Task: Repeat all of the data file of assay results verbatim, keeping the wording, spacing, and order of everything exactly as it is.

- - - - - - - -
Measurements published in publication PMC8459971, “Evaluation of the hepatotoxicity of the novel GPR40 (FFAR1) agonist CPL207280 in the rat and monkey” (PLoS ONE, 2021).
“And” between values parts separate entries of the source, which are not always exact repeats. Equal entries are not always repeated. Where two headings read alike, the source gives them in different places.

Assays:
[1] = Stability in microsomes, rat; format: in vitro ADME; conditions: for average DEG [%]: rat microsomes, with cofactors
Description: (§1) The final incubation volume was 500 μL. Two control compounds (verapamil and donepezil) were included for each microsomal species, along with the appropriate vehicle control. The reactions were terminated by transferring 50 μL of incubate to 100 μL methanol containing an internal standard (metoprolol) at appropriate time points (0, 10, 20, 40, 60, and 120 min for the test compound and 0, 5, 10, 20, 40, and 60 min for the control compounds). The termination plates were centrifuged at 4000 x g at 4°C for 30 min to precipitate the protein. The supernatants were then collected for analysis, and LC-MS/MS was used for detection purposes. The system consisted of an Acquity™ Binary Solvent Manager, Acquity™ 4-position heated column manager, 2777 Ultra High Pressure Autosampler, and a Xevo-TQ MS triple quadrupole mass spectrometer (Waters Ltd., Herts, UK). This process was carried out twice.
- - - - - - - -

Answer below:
Measurements published in publication PMC8459971, “Evaluation of the hepatotoxicity of the novel GPR40 (FFAR1) agonist CPL207280 in the rat and monkey” (PLoS ONE, 2021).
“And” between values parts separate entries of the source, which are not always exact repeats. Equal entries are not always repeated. Where two headings read alike, the source gives them in different places.

Assays:
[1] = Stability in microsomes, rat; format: in vitro ADME; conditions: for average DEG [%]: rat microsomes, with cofactors
Description: (§1) The final incubation volume was 500 μL. Two control compounds (verapamil and donepezil) were included for each microsomal species, along with the appropriate vehicle control. The reactions were terminated by transferring 50 μL of incubate to 100 μL methanol containing an internal standard (metoprolol) at appropriate time points (0, 10, 20, 40, 60, and 120 min for the test compound and 0, 5, 10, 20, 40, and 60 min for the control compounds). The termination plates were centrifuged at 4000 x g at 4°C for 30 min to precipitate the protein. The supernatants were then collected for analysis, and LC-MS/MS was used for detection purposes. The system consisted of an Acquity™ Binary Solvent Manager, Acquity™ 4-position heated column manager, 2777 Ultra High Pressure Autosampler, and a Xevo-TQ MS triple quadrupole mass spectrometer (Waters Ltd., Herts, UK). This process was carried out twice.